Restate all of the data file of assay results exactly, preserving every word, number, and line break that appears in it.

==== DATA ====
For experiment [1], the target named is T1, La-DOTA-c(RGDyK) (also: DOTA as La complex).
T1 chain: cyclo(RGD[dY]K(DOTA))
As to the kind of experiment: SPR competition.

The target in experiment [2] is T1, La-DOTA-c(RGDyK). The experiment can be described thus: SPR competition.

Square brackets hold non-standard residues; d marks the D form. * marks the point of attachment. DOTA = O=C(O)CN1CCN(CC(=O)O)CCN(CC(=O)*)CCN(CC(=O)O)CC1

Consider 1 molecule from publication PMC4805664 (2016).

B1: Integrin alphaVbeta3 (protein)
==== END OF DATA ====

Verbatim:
For experiment [1], the target named is T1, La-DOTA-c(RGDyK) (also: DOTA as La complex).
T1 chain: cyclo(RGD[dY]K(DOTA))
As to the kind of experiment: SPR competition.

The target in experiment [2] is T1, La-DOTA-c(RGDyK). The experiment can be described thus: SPR competition.

Square brackets hold non-standard residues; d marks the D form. * marks the point of attachment. DOTA = O=C(O)CN1CCN(CC(=O)O)CCN(CC(=O)*)CCN(CC(=O)O)CC1

Consider 1 molecule from publication PMC4805664 (2016).

B1: Integrin alphaVbeta3 (protein)